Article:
Using the CCDS online database

  1. Your login name is probably your first initial and your last name, like "swillett". Your initial password is probably "password".

  2. If you are logging in for the first time, provide your own new password at both prompts. After changing your password, click on "Go to Your Home Page" - this is where you will be brought in the future when you log in with your new password.

  3. Note the date that the online data was last uploaded - click on "Select Records to View" to go to the page where you specify which data you want to see.

  4. If you have permission to see the entire database, there will be two radio buttons on the right under "Select by Area" to choose what you want to see - "From All Areas" and "From Selected Areas". To select data from the entire database, leave the "From All Areas" radio button selected.

  5. If you want to see data for a limited area, click on the "From Selected Areas" radio button on the right side of the box (if you do not have permission to see all the data, this step is not necessary), then check off the specific areas you want included in your data.

  6. Click on "View Records" to see the data - this may take a little time as the system sorts through 11,000 records. The data you requested will be displayed in a table. Note that when you are looking at the data in the table, the size of the table is displayed just below it. Also there are convenient links just below the table, including a link directly to us at Initiative Computing to send us corrections.

  7. At the "Select Records" page, you can also search on various criteria, such as membership status or name, city, etc. Having chosen your "universe" from the "Select by Area" box, you can enter selection criteria on the right in either the "Select by Record Status" box or the "Search by Contents" box. Be sure to select the radio button next to "Select by Status" if you want to do that! Selections in the "Record Status" box are cumulative - choosing more than one status will get you records matching *either*.

  8. Selections in the "Search by Contents" box are exclusive - you will only see records that match *all* your choices. However, the matches are quite inclusive - they are case-insensitive, and they match the entered data if it appears anywhere in that field in the record. For example, a search on the name "Steve" will return records where the first name is "Steve" or "Steven", but it will also return records with the last name "Stevenson" or even "Esteves"!

  9. If you check the small box next to a field in the "Search by Contents" box, you get a negative search. For example, if you search by the area "California, North", but enter "San Francisco" in the "City" field and check the checkbox next to it, you will get all records from Northern California that are *not* in San Francisco.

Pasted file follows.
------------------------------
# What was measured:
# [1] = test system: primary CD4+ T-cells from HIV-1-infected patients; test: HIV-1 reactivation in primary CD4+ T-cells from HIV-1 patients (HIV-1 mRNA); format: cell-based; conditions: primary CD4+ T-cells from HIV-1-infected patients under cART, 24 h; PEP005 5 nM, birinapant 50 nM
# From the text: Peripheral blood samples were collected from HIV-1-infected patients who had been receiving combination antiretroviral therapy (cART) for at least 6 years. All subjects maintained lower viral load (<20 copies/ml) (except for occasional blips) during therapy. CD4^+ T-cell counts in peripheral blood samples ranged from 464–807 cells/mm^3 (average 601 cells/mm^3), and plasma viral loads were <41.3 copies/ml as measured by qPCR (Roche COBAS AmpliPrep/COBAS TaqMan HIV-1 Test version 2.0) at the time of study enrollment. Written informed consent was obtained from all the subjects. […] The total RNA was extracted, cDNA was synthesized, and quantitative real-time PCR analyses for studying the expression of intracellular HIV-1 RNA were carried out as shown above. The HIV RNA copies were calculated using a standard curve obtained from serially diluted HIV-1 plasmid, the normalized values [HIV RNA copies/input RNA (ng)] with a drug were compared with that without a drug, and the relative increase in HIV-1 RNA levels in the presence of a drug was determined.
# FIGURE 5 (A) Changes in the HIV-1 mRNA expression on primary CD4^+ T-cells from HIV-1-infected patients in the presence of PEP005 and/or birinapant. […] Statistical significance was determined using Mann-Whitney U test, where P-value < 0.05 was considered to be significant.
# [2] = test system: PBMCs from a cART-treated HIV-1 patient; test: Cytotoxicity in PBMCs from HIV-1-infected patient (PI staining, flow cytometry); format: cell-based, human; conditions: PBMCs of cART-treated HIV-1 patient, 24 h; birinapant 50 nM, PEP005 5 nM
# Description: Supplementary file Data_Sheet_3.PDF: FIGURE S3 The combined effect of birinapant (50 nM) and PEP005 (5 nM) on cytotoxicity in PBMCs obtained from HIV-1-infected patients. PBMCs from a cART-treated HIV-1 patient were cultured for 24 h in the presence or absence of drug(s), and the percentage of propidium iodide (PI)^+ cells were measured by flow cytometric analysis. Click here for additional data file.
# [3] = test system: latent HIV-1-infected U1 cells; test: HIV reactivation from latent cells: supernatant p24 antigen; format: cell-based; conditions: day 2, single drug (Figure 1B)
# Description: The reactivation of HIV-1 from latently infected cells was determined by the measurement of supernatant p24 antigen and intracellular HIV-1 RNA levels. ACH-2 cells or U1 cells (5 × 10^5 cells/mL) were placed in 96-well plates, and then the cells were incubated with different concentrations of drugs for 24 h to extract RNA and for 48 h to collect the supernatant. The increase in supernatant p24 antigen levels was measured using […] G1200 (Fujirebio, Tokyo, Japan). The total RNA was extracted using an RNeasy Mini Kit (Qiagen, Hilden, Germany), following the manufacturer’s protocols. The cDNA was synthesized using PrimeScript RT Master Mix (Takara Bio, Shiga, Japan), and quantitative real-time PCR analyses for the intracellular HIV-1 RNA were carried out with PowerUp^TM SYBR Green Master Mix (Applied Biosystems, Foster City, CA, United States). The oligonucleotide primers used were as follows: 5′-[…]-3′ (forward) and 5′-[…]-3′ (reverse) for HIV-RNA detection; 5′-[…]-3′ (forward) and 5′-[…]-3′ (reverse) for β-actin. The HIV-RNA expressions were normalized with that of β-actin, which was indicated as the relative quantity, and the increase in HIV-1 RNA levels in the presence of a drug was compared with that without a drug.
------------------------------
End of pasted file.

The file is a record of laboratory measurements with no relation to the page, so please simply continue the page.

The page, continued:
10. Now for a most useful feature. When you are looking at data in a table, there are three links, "Tab-delimited Data", "Tab-delimited Labels" and "Email List" above the table. These shows you data in standard text formats that can be imported into Excel or used in many other programs.

  11. From the browser window that shows you the tab-delimited or email data, click on "File/Save As" (or the equivalent option for your browser) and save the file to your computer in an appropriate place. If it is tab-delimited data, you can save it with the file extension ".xls" to make it easier to open it with Excel. The email list can often be copied and pasted directly into the "To" or "CC" field in your mail program to send mail to the entire list. When you save the data to a file you should give the file a name that will help you remember what it is.

  12. If you have saved tab-delimited data, you can now launch Excel, or your favorite spreadsheet program, and open this file with it. You will probably then want to save it from the spreadsheet program as a regular spreadsheet workbook file instead of a "tab-delimited" file. At that point you can sort on various fields, or use the data to generate phone lists, labels, etc. You can also do this directly from the data file using the mail merge fuctionality of many word processing programs, like Word. The advantage of this is you can create the Word document to format the labels or list, and then grab the data again for a different selection and rerun the report.

  13. There is also a "View Statistics" page that lets you look at either a snapshot of current membership/mailing list statistics or a history of statistics, either nationally or for a particular area. This can also be captured in a tab-delimited file for further processing.

  14. Let me know whether or not this makes sense and if you are able to get what you need. The whole idea is to make CC-DS activists around the country less dependent on me or the office when they need information about folks in their area.

Steve Willett, CC-DS database flunky
Initiative Computing
510 435-0559